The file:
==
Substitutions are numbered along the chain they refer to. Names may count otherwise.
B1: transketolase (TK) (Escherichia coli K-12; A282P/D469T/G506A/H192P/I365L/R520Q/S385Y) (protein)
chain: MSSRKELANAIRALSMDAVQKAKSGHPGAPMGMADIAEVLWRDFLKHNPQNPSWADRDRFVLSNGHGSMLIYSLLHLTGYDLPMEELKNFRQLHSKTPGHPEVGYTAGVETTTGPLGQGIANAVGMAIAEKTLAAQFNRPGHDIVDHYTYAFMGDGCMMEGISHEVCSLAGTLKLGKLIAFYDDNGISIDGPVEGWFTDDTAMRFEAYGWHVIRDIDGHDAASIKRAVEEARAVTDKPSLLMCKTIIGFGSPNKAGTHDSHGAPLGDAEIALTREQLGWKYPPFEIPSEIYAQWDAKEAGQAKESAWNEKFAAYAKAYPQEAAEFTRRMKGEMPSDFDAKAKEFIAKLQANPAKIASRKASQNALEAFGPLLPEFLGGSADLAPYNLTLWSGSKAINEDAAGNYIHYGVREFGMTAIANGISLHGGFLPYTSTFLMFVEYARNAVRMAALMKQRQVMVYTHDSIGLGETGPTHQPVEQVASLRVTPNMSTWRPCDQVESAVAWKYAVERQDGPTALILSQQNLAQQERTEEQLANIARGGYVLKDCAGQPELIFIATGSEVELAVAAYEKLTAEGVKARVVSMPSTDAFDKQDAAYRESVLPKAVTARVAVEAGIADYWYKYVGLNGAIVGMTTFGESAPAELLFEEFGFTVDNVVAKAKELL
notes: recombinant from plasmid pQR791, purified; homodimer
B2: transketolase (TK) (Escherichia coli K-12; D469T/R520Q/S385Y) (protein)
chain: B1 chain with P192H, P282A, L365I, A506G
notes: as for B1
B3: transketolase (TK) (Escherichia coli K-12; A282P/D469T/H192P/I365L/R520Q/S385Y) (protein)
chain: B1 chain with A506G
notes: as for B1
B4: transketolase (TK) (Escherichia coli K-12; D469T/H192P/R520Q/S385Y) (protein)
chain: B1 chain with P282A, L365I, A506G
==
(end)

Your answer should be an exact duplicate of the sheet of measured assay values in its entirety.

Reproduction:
Substitutions are numbered along the chain they refer to. Names may count otherwise.
B1: transketolase (TK) (Escherichia coli K-12; A282P/D469T/G506A/H192P/I365L/R520Q/S385Y) (protein)
chain: MSSRKELANAIRALSMDAVQKAKSGHPGAPMGMADIAEVLWRDFLKHNPQNPSWADRDRFVLSNGHGSMLIYSLLHLTGYDLPMEELKNFRQLHSKTPGHPEVGYTAGVETTTGPLGQGIANAVGMAIAEKTLAAQFNRPGHDIVDHYTYAFMGDGCMMEGISHEVCSLAGTLKLGKLIAFYDDNGISIDGPVEGWFTDDTAMRFEAYGWHVIRDIDGHDAASIKRAVEEARAVTDKPSLLMCKTIIGFGSPNKAGTHDSHGAPLGDAEIALTREQLGWKYPPFEIPSEIYAQWDAKEAGQAKESAWNEKFAAYAKAYPQEAAEFTRRMKGEMPSDFDAKAKEFIAKLQANPAKIASRKASQNALEAFGPLLPEFLGGSADLAPYNLTLWSGSKAINEDAAGNYIHYGVREFGMTAIANGISLHGGFLPYTSTFLMFVEYARNAVRMAALMKQRQVMVYTHDSIGLGETGPTHQPVEQVASLRVTPNMSTWRPCDQVESAVAWKYAVERQDGPTALILSQQNLAQQERTEEQLANIARGGYVLKDCAGQPELIFIATGSEVELAVAAYEKLTAEGVKARVVSMPSTDAFDKQDAAYRESVLPKAVTARVAVEAGIADYWYKYVGLNGAIVGMTTFGESAPAELLFEEFGFTVDNVVAKAKELL
notes: recombinant from plasmid pQR791, purified; homodimer
B2: transketolase (TK) (Escherichia coli K-12; D469T/R520Q/S385Y) (protein)
chain: B1 chain with P192H, P282A, L365I, A506G
notes: as for B1
B3: transketolase (TK) (Escherichia coli K-12; A282P/D469T/H192P/I365L/R520Q/S385Y) (protein)
chain: B1 chain with A506G
notes: as for B1
B4: transketolase (TK) (Escherichia coli K-12; D469T/H192P/R520Q/S385Y) (protein)
chain: B1 chain with P282A, L365I, A506G